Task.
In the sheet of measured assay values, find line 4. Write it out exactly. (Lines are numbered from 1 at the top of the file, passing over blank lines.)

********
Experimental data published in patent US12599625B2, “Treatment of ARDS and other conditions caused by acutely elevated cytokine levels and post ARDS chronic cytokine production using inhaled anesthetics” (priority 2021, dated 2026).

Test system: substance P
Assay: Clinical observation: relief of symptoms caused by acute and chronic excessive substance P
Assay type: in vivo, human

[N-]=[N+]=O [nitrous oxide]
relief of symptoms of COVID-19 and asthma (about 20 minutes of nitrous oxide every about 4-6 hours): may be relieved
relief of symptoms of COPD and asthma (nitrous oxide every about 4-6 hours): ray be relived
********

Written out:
Assay type: in vivo, human